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  • Route 7 Review

Travis Park—Alarm Bells

My mom calls me and says she forgot how to use the remote and is beyond frustrated because

she can’t watch her favorite weekly show. This call seems unusual but at the same time isn’t

out of the realm of possibilities. We struggle through the process and end in victory. I try calling

my mom the next week and she answers. She says she tried to call me earlier but couldn’t

remember how. I know she’s getting older but this doesn’t seem right. At 64 has dementia

already set in? I go to visit her, and she seems pleasant, but when I ask her my birthday, she

says she can’t remember. Something is wrong.

I take her to the doctor. He asks if there’s been carbon monoxide poisoning. Not to our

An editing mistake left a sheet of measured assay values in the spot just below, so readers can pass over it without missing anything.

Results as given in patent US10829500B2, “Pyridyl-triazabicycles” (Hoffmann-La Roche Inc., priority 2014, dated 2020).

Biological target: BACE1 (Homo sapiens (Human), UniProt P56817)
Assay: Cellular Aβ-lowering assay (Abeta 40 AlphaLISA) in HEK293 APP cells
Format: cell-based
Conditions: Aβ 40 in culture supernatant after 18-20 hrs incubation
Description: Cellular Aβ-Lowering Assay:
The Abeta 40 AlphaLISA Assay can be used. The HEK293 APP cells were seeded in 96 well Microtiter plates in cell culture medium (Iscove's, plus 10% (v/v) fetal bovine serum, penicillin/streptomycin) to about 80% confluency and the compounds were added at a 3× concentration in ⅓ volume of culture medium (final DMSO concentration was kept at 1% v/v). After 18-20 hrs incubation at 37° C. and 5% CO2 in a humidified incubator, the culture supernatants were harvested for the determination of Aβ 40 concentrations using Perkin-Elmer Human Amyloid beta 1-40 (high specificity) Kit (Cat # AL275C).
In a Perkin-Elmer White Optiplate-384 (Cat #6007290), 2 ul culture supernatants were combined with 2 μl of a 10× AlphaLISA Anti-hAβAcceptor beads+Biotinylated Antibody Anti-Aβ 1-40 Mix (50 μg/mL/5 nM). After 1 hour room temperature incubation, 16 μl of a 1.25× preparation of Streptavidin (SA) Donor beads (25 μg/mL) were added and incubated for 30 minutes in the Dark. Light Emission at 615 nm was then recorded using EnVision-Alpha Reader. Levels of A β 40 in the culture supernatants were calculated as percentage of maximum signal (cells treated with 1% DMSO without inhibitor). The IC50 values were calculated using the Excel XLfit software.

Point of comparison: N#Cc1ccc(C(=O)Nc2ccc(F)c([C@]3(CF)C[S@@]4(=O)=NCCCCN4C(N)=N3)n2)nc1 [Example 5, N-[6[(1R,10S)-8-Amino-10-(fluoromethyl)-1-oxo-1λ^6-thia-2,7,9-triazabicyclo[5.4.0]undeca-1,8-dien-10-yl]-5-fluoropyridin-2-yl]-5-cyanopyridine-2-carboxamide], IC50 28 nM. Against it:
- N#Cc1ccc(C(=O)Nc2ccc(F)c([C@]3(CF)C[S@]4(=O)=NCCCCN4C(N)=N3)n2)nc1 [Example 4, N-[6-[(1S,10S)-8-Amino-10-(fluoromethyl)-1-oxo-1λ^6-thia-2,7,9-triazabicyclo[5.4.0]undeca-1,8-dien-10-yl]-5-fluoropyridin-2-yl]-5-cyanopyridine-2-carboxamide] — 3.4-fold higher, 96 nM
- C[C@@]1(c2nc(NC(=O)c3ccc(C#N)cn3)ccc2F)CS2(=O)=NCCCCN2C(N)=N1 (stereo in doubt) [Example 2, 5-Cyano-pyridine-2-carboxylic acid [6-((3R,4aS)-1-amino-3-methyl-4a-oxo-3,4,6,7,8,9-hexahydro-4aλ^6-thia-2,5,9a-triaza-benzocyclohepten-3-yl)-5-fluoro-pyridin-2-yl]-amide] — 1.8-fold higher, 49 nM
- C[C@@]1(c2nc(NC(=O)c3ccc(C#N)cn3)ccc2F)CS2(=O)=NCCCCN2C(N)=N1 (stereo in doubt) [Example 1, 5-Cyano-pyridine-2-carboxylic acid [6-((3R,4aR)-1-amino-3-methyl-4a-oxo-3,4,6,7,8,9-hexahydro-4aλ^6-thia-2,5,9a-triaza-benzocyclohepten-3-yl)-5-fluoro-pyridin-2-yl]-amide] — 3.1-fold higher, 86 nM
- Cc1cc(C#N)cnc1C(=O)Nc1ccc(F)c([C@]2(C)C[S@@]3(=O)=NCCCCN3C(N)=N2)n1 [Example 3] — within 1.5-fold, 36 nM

knowledge, and then he says a prayer for her and tells her to go to the hospital and get a CAT

scan. We go, and immediately they think she had a stroke. They do some tests and say we

have good and bad news. The good news is she didn’t have a stroke, the bad news is we

found a brain tumor. Not only is this a brain tumor, it’s cancerous, glioblastoma. A particularly

aggressive cancer. The doctor says she could live maybe a year if we do a craniotomy right

now.

After the surgery things appear better, until they don’t. Within 3 months she’s on home hospice.

She’s forgotten who I am, who she is and withered into this person I don’t recognize. I’m sitting

at her bedside eating a taco and take a picture of a hummingbird that was drinking from her

bird feeder. A few moments later, mom takes her last breath. I say to her boyfriend, I think she’s

dead. The nurse comes in and says, "Look at her face, it looks like she’s smiling."


Travis Park


Travis Park is an emerging poet from a disadvantaged background. Their poems have been nominated for a Pushcart Prize and Best of the Net. Their work was recently included in the Indiana Art Commissions InVerse Archive. You can see more of their poems on Instagram @travisparkpoetry.



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